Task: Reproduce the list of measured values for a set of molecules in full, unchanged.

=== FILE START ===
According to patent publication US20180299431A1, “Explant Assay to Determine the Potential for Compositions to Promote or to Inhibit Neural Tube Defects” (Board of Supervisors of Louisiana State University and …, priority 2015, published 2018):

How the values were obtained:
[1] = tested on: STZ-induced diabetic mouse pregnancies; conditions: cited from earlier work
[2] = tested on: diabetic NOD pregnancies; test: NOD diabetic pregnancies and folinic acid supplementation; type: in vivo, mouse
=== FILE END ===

According to patent publication US20180299431A1, “Explant Assay to Determine the Potential for Compositions to Promote or to Inhibit Neural Tube Defects” (Board of Supervisors of Louisiana State University and …, priority 2015, published 2018):

How the values were obtained:
[1] = tested on: STZ-induced diabetic mouse pregnancies; conditions: cited from earlier work
[2] = tested on: diabetic NOD pregnancies; test: NOD diabetic pregnancies and folinic acid supplementation; type: in vivo, mouse